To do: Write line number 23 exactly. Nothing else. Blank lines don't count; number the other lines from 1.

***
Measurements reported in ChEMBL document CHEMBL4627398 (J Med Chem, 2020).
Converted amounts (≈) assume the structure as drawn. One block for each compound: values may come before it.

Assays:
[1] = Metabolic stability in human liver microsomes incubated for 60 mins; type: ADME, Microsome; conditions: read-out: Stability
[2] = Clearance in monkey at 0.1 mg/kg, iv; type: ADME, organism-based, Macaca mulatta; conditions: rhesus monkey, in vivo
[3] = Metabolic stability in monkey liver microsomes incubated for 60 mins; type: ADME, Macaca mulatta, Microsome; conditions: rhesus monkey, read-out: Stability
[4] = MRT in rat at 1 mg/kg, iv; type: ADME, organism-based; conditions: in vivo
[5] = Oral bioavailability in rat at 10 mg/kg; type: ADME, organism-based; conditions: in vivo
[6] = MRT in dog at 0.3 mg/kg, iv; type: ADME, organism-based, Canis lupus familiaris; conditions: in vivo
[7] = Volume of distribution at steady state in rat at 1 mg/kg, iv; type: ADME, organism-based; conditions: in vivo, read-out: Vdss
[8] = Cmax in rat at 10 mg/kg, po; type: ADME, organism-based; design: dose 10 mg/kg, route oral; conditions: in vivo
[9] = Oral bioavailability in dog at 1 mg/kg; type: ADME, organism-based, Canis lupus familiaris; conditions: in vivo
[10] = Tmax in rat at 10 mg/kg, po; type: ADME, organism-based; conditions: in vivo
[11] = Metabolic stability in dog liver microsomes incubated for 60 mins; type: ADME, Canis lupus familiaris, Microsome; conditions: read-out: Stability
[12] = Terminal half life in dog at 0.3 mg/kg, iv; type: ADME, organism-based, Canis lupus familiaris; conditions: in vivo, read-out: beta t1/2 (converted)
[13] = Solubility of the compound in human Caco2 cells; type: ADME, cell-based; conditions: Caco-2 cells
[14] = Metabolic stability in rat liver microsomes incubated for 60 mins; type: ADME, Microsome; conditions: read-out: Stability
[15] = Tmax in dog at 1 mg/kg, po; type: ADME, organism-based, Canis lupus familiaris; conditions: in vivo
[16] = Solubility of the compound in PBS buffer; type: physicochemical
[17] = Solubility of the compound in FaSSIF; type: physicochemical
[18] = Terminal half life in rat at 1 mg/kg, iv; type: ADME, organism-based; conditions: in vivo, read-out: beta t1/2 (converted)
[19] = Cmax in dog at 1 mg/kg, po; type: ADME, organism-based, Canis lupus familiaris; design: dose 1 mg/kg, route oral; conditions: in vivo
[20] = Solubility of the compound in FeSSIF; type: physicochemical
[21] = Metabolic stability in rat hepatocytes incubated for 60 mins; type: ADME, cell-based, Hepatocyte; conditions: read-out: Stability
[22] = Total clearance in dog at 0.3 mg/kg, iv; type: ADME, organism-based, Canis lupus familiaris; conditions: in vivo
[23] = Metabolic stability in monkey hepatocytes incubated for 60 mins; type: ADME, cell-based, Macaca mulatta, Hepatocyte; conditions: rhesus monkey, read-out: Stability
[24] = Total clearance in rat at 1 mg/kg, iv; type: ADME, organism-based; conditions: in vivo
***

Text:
[20] = Solubility of the compound in FeSSIF; type: physicochemical